Chemistry’s Erik Rodriguez uses fluorescent proteins to unlock cellular secrets. But he’s also found another use for the multi-colored microbes: paint for creating his own protein portraits from living material.
In Assistant Professor of Chemistry Erik Rodriguez’s lab, fluorescent proteins are lighting the way toward discoveries that could lead to, for example, breakthroughs in cancer drugs, diabetes treatments and even unlocking the brain’s secret processes for learning and memory.
But when he takes a break from pushing the boundaries of science, Rodriguez shares with students another use for these fluorescent microbes: works of art.
During downtime between experiments, Rodriguez has dabbled in drawing portraits of cyan turtles and tangerine unicorns. His canvas is a Petri dish. And his paint—made from bacteria expressing fluorescent proteins—is actually alive.
“It’s a fun way to break up the monotony of the lab, when, for example, you’re waiting to use a piece of equipment. It gives our students a feel for how science and art overlap,” said Rodriguez, whose fluorescent protein turtle painting was reproduced in Chemical & Engineering News (C&EN), a leading chemistry trade journal. “But, of course, this isn’t the most important use of these proteins.”
Indeed, since their discovery in the 1960s, fluorescent proteins have revolutionized biology, enabling scientists to see previously invisible aspects of cellular behavior. And Rodriguez, who recently became a member of the GW Cancer Center, has been on the forefront of many fluorescent protein milestones. He worked with 2008 Nobel Prize-winning chemist Roger Tsien, who first manipulated proteins to produce a glowing fluorescent palette that allows scientists to observe activity within cells. Rodriguez himself evolved a bright far-red fluorescent protein that allows for deeper imaging through tissue. “These proteins give us a powerful toolkit for the visualization of structural organization and dynamic processes in living cells and organisms,” he said. “We can now see pretty much any process inside the cell.”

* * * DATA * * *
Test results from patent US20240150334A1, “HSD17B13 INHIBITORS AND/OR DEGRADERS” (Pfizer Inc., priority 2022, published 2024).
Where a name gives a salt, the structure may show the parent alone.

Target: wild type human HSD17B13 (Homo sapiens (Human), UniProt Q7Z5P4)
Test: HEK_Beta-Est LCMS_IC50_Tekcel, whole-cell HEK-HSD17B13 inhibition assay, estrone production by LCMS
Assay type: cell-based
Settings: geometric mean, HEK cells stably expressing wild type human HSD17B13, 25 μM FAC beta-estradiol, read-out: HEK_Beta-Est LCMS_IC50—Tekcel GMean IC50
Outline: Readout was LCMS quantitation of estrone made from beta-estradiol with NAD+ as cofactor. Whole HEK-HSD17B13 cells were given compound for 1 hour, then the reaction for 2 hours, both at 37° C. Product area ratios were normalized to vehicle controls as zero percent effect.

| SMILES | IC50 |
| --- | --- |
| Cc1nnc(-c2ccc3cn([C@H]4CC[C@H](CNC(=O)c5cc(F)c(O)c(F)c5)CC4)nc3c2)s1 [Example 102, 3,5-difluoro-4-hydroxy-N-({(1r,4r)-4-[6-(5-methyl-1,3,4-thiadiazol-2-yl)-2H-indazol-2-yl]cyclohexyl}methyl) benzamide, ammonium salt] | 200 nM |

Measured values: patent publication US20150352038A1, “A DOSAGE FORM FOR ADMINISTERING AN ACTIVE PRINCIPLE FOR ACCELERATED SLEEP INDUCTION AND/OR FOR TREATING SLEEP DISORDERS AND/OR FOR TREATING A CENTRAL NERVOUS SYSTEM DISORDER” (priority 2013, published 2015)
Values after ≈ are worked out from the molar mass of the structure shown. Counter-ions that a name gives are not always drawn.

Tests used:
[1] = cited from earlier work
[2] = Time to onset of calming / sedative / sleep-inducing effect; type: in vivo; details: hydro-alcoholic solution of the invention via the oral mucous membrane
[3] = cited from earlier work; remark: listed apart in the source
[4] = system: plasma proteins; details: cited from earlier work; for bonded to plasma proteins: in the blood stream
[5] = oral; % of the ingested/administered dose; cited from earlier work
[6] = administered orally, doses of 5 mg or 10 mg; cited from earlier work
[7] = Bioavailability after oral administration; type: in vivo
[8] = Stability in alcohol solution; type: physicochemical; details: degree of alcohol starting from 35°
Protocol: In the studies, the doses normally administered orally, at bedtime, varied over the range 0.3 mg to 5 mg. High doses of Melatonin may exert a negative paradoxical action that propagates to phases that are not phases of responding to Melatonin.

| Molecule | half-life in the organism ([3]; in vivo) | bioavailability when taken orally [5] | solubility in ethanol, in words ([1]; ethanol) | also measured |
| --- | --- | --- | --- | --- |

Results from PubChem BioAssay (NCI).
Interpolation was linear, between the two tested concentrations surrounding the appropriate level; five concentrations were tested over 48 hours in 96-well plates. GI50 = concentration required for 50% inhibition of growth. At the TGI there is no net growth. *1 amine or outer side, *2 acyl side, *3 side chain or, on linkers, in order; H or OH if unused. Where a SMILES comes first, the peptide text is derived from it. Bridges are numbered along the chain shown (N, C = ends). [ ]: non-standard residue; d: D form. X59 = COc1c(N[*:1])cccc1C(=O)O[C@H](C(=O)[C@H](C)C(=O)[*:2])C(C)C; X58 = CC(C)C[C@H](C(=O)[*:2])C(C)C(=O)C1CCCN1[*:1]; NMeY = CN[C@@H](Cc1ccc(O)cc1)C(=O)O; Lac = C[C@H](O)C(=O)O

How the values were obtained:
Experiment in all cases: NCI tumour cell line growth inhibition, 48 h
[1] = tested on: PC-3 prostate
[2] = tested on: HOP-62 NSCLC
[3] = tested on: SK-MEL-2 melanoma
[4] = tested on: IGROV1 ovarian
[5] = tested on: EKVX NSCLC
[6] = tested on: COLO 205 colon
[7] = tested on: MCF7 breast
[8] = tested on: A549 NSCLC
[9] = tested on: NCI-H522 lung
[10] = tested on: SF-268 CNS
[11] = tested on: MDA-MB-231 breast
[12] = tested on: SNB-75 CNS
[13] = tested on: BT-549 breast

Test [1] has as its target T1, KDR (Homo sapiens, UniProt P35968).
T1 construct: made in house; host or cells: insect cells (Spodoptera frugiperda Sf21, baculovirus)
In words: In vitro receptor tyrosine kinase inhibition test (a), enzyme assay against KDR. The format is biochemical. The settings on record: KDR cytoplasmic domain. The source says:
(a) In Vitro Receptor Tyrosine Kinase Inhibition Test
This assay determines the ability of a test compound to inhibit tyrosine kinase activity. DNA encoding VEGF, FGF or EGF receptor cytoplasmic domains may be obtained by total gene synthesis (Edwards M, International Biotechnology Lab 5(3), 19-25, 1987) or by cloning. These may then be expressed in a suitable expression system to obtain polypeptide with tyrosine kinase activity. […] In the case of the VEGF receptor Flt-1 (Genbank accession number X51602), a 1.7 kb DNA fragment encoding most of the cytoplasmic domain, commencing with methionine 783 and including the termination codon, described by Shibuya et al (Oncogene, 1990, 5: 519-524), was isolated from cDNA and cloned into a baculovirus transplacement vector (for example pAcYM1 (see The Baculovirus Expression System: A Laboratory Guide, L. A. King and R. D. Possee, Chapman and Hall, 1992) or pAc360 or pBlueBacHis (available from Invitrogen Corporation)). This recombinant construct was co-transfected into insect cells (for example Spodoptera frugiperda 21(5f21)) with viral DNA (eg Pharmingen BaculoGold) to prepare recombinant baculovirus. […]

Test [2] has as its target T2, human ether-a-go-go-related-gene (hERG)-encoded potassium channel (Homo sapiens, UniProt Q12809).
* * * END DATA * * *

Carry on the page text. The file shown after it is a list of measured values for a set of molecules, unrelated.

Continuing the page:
Capturing the Glow
Fluorescent proteins first came to the science world’s attention through the North American jellyfish, Aequorea victoria. The sea creature gives off a green glow. That's because because the jellyfish, along with other species from mushrooms to fireflies, exhibits a phenomenon called bioluminescence, the ability for organisms to produce their own chemical, from which a protein then converts the chemical energy into a photon of light. The jellyfish transfers this blue light to a fluorescent protein that emits a green hue.
Scientists isolated the original green fluorescent protein (GFP) and attached the harmless fluorescent tags to selected proteins inside the cells of living creatures. When the proteins are exposed to light, researchers can track their activity, from watching neurons in the brain fire to following the path of a metastasizing cancer cell.